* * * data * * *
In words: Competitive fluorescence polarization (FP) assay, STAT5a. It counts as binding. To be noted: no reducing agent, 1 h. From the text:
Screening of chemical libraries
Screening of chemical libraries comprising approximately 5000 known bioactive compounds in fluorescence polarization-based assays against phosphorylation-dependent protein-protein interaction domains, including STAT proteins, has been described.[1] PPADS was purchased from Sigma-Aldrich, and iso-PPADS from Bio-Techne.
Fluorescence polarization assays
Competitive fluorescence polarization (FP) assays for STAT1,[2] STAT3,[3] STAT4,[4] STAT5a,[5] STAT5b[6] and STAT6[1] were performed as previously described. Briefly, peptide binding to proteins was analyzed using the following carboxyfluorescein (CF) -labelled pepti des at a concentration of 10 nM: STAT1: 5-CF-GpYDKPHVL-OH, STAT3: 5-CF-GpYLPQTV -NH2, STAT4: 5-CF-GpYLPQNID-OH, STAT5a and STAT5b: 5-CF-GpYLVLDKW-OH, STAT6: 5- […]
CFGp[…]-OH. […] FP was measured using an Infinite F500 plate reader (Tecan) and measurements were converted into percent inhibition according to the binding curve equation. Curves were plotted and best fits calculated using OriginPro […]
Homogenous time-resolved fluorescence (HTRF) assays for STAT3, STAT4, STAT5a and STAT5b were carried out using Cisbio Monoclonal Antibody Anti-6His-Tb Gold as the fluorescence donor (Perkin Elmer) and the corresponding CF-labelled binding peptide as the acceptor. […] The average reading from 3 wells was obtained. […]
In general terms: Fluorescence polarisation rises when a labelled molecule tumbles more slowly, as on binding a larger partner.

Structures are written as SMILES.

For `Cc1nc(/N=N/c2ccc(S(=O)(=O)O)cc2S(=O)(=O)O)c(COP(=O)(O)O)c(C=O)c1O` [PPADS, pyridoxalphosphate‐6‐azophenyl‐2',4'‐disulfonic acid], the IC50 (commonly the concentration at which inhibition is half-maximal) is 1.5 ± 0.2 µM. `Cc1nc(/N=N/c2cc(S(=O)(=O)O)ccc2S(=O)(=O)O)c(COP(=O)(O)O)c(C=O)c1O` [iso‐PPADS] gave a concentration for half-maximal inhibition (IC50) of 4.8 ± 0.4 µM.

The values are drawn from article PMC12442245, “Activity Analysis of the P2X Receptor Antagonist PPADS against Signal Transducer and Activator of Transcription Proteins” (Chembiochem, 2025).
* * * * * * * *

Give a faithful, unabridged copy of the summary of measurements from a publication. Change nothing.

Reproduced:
In words: Competitive fluorescence polarization (FP) assay, STAT5a. It counts as binding. To be noted: no reducing agent, 1 h. From the text:
Screening of chemical libraries
Screening of chemical libraries comprising approximately 5000 known bioactive compounds in fluorescence polarization-based assays against phosphorylation-dependent protein-protein interaction domains, including STAT proteins, has been described.[1] PPADS was purchased from Sigma-Aldrich, and iso-PPADS from Bio-Techne.
Fluorescence polarization assays
Competitive fluorescence polarization (FP) assays for STAT1,[2] STAT3,[3] STAT4,[4] STAT5a,[5] STAT5b[6] and STAT6[1] were performed as previously described. Briefly, peptide binding to proteins was analyzed using the following carboxyfluorescein (CF) -labelled pepti des at a concentration of 10 nM: STAT1: 5-CF-GpYDKPHVL-OH, STAT3: 5-CF-GpYLPQTV -NH2, STAT4: 5-CF-GpYLPQNID-OH, STAT5a and STAT5b: 5-CF-GpYLVLDKW-OH, STAT6: 5- […]
CFGp[…]-OH. […] FP was measured using an Infinite F500 plate reader (Tecan) and measurements were converted into percent inhibition according to the binding curve equation. Curves were plotted and best fits calculated using OriginPro […]
Homogenous time-resolved fluorescence (HTRF) assays for STAT3, STAT4, STAT5a and STAT5b were carried out using Cisbio Monoclonal Antibody Anti-6His-Tb Gold as the fluorescence donor (Perkin Elmer) and the corresponding CF-labelled binding peptide as the acceptor. […] The average reading from 3 wells was obtained. […]
In general terms: Fluorescence polarisation rises when a labelled molecule tumbles more slowly, as on binding a larger partner.

Structures are written as SMILES.

For `Cc1nc(/N=N/c2ccc(S(=O)(=O)O)cc2S(=O)(=O)O)c(COP(=O)(O)O)c(C=O)c1O` [PPADS, pyridoxalphosphate‐6‐azophenyl‐2',4'‐disulfonic acid], the IC50 (commonly the concentration at which inhibition is half-maximal) is 1.5 ± 0.2 µM. `Cc1nc(/N=N/c2cc(S(=O)(=O)O)ccc2S(=O)(=O)O)c(COP(=O)(O)O)c(C=O)c1O` [iso‐PPADS] gave a concentration for half-maximal inhibition (IC50) of 4.8 ± 0.4 µM.

The values are drawn from article PMC12442245, “Activity Analysis of the P2X Receptor Antagonist PPADS against Signal Transducer and Activator of Transcription Proteins” (Chembiochem, 2025).